The extended producer responsibility system enters into force on 1 July 2023 in Hungary

The legislative amendments necessary to comply with the European Union directives on waste management were adopted by the Hungarian Parliament in December 2022. The draft of the detailed rules (government decrees, ministerial and other regulations) is currently available. As of 1 July 2023, the Hungarian State will be responsible for maintaining the domestic waste management system, with the actual operation being carried out by a service provider, selected through a tender procedure.

The basic principle of the European Union’s waste policy is that the costs of waste management (re-use, recycling, disposal) arising at the end of the life cycle of a certain product should be borne by the producers. This is called extended producers’ responsibility (hereinafter: EPR). The aim of the EPR is to ensure that the concept of circular economy is put into practice.

The EU makes the implementation of the EPR system mandatory for 5 product/material streams (some single-use plastic products, electrical and electronic equipment, packaging, vehicles, and batteries). According to the draft legislation, the Hungarian Government is contemplating introducing this system for 6 additional material streams (cooking oil, tyres, office paper, advertising material, textiles, wooden furniture).

In addition to the introduction of the EPR system, the amended legislation also requires the payment of an environmental product fee, meaning that in the case of certain material/product streams, both the EPR and the environmental product fee will need to be paid. However, the amount of the paid EPR fee may be deductible from the amount of the environmental product fee liability assessed in line with the relevant regulation. If the deduction of the EPR fee results in a zero or a negative amount, no environmental product fee payment liability will arise. The resulting increase in the administrative burden will be further complicated by the fact that the environmental product fee will continue to be declared on the basis of the tariff codes, while a new 8-digit MIF code will be used for EPR reporting purposes.

Our company's tax and sustainability consultancy departments have decades of experience in services concerning the environmental product fee (administration, assessment and declaration of the fee, etc.) and can therefore contribute to preparing for this new obligation.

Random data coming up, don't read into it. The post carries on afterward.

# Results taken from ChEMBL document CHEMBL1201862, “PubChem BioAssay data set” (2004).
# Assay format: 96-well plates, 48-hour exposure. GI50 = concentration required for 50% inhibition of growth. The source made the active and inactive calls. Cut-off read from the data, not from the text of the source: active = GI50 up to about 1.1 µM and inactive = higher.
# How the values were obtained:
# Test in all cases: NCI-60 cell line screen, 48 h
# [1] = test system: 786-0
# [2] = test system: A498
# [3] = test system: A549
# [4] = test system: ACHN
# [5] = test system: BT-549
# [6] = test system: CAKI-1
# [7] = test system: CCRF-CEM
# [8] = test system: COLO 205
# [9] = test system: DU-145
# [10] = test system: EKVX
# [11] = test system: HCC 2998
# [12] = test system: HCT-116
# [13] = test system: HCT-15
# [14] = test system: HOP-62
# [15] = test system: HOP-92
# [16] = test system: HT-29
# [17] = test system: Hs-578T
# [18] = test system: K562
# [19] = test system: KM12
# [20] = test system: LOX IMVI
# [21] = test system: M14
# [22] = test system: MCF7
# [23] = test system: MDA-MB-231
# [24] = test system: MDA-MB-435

The Hungarian State will be responsible for the following aspects of waste management: reception, collection, transport, pre-treatment, trade, and transfer for treatment of the waste. This will be financed by producers through the EPR fee.

The EPR system will be accompanied by a mandatory take-back fee for certain packaging (glass, aluminium beverage containers, etc.) and a financial contribution to the investment and operating costs of the take-back system, which will also be borne by producers.

The EU legislation explicitly sets forth that the EPR fee and the fees for the establishment and operation of the take-back system paid by producers should not exceed the level of the justified costs (including a reasonable profit) for any given material stream. The EU legislation also set forth that cross-subsidisation is prohibited. Thus, the EPR fee and the operating fee related to the take-back system cannot be used to finance possible losses generated by public services. Furthermore, the utilization of the EPR fee and the operating fee paid by producers should be publicly accounted.

Our audit and financial advisory services department have considerable experience in reviewing cost statements and can therefore assist in the audit and review of settlements related to the EPR fees and the operating fees payable in relation to the take-back system.

For some product streams, the producer will have the possibility to fulfil its waste management obligations individually, based on a subcontracting agreement with the service provider. In the case of individual fulfilment, the EPR fee payable will be reduced by the amount of the producer's reasonable costs arising in relation to the waste management tasks.

Our sustainability and financial consulting departments are highly experienced in providing decision-supporting cost-benefit analyses that can guide in choosing between individual and collective performance.

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